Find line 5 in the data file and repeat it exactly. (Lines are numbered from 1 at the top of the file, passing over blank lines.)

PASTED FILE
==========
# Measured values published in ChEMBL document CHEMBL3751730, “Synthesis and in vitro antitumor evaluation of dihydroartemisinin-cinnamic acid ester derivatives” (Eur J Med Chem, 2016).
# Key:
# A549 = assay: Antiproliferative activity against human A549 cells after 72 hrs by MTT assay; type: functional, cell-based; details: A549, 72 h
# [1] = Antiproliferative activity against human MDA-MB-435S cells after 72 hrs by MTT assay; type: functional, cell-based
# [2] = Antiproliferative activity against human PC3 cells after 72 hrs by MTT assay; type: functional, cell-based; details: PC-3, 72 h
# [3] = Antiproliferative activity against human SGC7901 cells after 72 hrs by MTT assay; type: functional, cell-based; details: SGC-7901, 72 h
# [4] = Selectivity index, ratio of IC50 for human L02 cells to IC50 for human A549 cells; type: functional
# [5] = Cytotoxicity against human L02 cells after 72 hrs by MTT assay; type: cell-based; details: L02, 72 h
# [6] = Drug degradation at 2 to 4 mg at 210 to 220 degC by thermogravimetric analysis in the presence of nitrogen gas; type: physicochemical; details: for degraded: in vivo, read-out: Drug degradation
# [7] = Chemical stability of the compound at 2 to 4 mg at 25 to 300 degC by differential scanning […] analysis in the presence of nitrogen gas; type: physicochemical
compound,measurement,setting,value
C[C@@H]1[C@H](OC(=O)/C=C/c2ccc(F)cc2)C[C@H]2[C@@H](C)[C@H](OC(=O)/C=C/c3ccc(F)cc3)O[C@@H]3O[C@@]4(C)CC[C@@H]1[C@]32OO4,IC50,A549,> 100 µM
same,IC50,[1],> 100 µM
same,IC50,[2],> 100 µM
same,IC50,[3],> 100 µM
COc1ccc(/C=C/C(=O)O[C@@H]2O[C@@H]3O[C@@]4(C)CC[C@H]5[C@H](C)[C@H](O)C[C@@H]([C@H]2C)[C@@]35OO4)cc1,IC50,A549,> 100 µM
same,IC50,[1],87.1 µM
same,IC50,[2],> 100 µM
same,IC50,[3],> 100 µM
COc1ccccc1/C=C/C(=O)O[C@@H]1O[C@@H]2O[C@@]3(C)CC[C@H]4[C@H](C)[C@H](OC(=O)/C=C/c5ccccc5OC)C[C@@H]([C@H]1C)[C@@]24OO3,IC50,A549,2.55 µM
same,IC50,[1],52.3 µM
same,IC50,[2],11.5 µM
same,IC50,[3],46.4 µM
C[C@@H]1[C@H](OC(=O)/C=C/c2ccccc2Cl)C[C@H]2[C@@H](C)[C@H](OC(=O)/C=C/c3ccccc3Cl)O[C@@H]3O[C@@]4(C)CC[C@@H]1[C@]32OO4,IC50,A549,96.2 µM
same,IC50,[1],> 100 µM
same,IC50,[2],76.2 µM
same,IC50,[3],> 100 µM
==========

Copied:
# [2] = Antiproliferative activity against human PC3 cells after 72 hrs by MTT assay; type: functional, cell-based; details: PC-3, 72 h